Construction industry condemns property damage, looting

16th July 2021 By: Tasneem Bulbulia - Creamer Media Reporter

Construction body the Construction Alliance South Africa (Casa) has condemned the acts of violence, damage to property and looting that have been taking place in some parts of the country, particularly in KwaZulu-Natal and Gauteng.

“It is very sad for us as a construction industry to see properties going up in flames. Some of these properties are massive commercial buildings that are going to take many months to rebuild and get them to their full operational status.

“We are also concerned about the reversal of gains made in the roll out of the national vaccination programme, which will have a devastating effect on our industry and the country,” the organisation states.

Emphasizing the need for calm and bold action by government, Casa chairperson John Matthews indicates that, although there have been some delays in decisively dealing with the outbreak of vandalism, theft and looting, it welcomes government and civil society’s bold interventions in stepping up to ensure that there is no further destruction of property, looting and intimidation.

Casa says the construction sector remains committed to playing a developmental role and it is ready to rebuild what has been destroyed, as well as other infrastructure required for the growing population and for economic growth.

“We are willing to engage with both government and other role-players on how we can assist in the rebuilding process post these unfortunate times,” Casa says.

Meanwhile, federation Master Builders South Africa (MBSA) has also condemned the destruction of property and ongoing looting of businesses that has taken place this week.

“These actions represent acts of wanton criminality that directly impact the viability of construction projects and job security in the construction and manufacturing sectors,” it states.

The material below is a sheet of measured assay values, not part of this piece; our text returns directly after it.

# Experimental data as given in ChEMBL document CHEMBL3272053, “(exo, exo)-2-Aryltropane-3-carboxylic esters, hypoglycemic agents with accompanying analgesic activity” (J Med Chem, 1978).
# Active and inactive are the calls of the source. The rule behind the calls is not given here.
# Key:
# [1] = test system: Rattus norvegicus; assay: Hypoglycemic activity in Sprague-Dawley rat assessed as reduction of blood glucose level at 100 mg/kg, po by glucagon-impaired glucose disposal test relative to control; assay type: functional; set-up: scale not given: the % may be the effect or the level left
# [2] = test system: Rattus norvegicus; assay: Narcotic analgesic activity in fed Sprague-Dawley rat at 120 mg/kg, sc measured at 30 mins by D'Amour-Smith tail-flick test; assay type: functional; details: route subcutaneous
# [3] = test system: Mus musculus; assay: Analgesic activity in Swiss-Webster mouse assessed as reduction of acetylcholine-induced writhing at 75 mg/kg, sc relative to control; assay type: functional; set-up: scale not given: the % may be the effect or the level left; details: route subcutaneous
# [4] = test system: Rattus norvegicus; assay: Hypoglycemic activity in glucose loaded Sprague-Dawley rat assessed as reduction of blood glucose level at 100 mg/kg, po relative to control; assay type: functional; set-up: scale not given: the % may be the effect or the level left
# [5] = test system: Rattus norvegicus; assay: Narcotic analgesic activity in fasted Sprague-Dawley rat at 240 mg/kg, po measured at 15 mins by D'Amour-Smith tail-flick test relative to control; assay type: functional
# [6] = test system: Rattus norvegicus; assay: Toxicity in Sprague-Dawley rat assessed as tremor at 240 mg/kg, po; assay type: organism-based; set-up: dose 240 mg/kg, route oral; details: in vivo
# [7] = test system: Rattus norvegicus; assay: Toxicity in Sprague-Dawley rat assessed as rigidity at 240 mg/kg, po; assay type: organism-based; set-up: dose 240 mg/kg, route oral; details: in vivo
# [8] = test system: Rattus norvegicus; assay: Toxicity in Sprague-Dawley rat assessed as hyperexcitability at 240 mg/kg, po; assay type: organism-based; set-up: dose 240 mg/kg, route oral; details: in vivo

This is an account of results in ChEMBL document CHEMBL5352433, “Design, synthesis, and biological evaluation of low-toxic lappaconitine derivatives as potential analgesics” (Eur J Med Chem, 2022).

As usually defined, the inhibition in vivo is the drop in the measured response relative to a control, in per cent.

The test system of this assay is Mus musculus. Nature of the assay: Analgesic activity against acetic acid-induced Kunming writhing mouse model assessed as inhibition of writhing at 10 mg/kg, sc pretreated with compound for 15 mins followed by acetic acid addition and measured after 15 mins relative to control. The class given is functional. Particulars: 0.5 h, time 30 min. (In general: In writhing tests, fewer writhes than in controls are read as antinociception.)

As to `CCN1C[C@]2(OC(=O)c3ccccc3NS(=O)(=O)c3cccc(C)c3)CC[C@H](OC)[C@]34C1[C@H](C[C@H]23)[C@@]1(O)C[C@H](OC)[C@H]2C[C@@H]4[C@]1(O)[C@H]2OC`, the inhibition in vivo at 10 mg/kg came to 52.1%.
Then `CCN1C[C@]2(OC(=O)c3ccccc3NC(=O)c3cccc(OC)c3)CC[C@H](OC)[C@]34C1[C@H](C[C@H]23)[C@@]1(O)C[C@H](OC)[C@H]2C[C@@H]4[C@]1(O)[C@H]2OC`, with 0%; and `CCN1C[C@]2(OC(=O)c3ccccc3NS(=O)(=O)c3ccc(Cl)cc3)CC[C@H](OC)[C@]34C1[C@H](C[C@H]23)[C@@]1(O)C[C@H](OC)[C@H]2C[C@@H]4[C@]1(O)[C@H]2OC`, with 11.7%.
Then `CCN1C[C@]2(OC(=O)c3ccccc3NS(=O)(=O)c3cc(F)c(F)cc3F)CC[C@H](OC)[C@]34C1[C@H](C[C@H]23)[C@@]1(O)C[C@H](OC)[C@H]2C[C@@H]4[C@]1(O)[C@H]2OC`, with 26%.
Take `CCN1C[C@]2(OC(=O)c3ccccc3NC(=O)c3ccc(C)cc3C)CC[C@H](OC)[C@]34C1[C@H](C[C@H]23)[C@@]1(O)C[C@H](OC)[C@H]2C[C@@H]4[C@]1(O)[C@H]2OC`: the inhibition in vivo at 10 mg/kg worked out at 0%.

With an understanding that the construction and manufacturing sectors remain critical enablers of South Africa’s economic recovery plans, the destruction of property brings regional infrastructure projects to a halt, MBSA says.

It notes that projects in and around KwaZulu-Natal and Gauteng have ground to an abrupt halt, with enormous consequences on the infrastructure development plans and economic recovery of South Africa.

“Given the nature of the protest, supply chains in and around Durban and Johannesburg have been disrupted. Even as the clean-up operations start, there will be costly delays in the supply of key components and materials.

“The closure of sites and transport routes puts pressure on project timelines. We anticipate a huge increase in declarations of force majeure,” says MBSA executive director Roy Mnisi.

MBSA says the uncertainty and volatility around the protests are likely to widen South Africa’s growing skills shortage, while actively pushing back South Africa’s infrastructure development plans by decades.

MBSA is concerned about the long-term impact the destruction of property will have on the sustainability of the sector.

“As a key driver of South Africa’s economy, and a key pivot in the country’s post-Covid-19 recovery, more than ever, the construction industry needs to maintain and grow its resilience and talent pool.

“The disruption to business activity and destruction of property further delays the recovery of the economy from successive lockdown restrictions, increasing the unemployment figures in the country.

“While we are not in a position to quantify the overall financial losses associated with each act of destruction, we condemn all acts of violence and destruction of property,” Mnisi says.